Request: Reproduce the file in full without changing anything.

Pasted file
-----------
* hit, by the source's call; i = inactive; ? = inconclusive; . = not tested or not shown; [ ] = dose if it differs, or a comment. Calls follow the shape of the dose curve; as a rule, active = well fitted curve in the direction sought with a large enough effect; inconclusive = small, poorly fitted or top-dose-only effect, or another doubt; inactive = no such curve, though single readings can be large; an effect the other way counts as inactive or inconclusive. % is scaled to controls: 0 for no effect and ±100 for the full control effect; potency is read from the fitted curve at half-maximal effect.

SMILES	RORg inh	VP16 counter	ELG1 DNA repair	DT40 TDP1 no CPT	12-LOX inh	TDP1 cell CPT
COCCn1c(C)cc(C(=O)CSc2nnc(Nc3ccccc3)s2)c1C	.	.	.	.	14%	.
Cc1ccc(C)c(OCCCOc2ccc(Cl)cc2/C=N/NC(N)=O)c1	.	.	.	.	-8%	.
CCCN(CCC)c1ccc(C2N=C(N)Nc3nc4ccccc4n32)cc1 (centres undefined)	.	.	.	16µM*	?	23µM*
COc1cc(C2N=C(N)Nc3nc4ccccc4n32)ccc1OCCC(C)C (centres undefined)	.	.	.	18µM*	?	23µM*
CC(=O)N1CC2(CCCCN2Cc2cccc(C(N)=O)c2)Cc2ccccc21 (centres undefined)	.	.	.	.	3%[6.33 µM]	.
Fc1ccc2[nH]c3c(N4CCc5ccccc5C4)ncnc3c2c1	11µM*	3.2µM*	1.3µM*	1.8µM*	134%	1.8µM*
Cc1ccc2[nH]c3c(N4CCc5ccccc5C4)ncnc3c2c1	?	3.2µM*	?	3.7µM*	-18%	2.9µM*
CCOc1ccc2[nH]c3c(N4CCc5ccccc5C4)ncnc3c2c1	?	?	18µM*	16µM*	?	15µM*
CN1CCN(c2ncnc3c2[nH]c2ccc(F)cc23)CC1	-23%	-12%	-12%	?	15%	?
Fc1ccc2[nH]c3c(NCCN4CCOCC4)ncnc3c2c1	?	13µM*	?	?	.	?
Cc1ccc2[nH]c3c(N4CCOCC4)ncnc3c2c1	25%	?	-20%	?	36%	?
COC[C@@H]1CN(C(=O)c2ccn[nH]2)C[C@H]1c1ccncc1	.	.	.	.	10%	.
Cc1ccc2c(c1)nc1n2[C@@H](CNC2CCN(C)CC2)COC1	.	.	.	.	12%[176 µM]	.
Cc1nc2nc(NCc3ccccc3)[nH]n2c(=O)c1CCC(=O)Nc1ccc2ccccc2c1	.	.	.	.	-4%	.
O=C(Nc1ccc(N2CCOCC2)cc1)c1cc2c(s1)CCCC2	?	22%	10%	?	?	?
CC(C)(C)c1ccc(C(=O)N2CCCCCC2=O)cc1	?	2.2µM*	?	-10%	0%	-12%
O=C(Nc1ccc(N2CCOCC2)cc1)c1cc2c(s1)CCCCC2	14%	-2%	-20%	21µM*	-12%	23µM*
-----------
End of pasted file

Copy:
* hit, by the source's call; i = inactive; ? = inconclusive; . = not tested or not shown; [ ] = dose if it differs, or a comment. Calls follow the shape of the dose curve; as a rule, active = well fitted curve in the direction sought with a large enough effect; inconclusive = small, poorly fitted or top-dose-only effect, or another doubt; inactive = no such curve, though single readings can be large; an effect the other way counts as inactive or inconclusive. % is scaled to controls: 0 for no effect and ±100 for the full control effect; potency is read from the fitted curve at half-maximal effect.

SMILES	RORg inh	VP16 counter	ELG1 DNA repair	DT40 TDP1 no CPT	12-LOX inh	TDP1 cell CPT
COCCn1c(C)cc(C(=O)CSc2nnc(Nc3ccccc3)s2)c1C	.	.	.	.	14%	.
Cc1ccc(C)c(OCCCOc2ccc(Cl)cc2/C=N/NC(N)=O)c1	.	.	.	.	-8%	.
CCCN(CCC)c1ccc(C2N=C(N)Nc3nc4ccccc4n32)cc1 (centres undefined)	.	.	.	16µM*	?	23µM*
COc1cc(C2N=C(N)Nc3nc4ccccc4n32)ccc1OCCC(C)C (centres undefined)	.	.	.	18µM*	?	23µM*
CC(=O)N1CC2(CCCCN2Cc2cccc(C(N)=O)c2)Cc2ccccc21 (centres undefined)	.	.	.	.	3%[6.33 µM]	.
Fc1ccc2[nH]c3c(N4CCc5ccccc5C4)ncnc3c2c1	11µM*	3.2µM*	1.3µM*	1.8µM*	134%	1.8µM*
Cc1ccc2[nH]c3c(N4CCc5ccccc5C4)ncnc3c2c1	?	3.2µM*	?	3.7µM*	-18%	2.9µM*
CCOc1ccc2[nH]c3c(N4CCc5ccccc5C4)ncnc3c2c1	?	?	18µM*	16µM*	?	15µM*
CN1CCN(c2ncnc3c2[nH]c2ccc(F)cc23)CC1	-23%	-12%	-12%	?	15%	?
Fc1ccc2[nH]c3c(NCCN4CCOCC4)ncnc3c2c1	?	13µM*	?	?	.	?
Cc1ccc2[nH]c3c(N4CCOCC4)ncnc3c2c1	25%	?	-20%	?	36%	?
COC[C@@H]1CN(C(=O)c2ccn[nH]2)C[C@H]1c1ccncc1	.	.	.	.	10%	.
Cc1ccc2c(c1)nc1n2[C@@H](CNC2CCN(C)CC2)COC1	.	.	.	.	12%[176 µM]	.
Cc1nc2nc(NCc3ccccc3)[nH]n2c(=O)c1CCC(=O)Nc1ccc2ccccc2c1	.	.	.	.	-4%	.
O=C(Nc1ccc(N2CCOCC2)cc1)c1cc2c(s1)CCCC2	?	22%	10%	?	?	?
CC(C)(C)c1ccc(C(=O)N2CCCCCC2=O)cc1	?	2.2µM*	?	-10%	0%	-12%
O=C(Nc1ccc(N2CCOCC2)cc1)c1cc2c(s1)CCCCC2	14%	-2%	-20%	21µM*	-12%	23µM*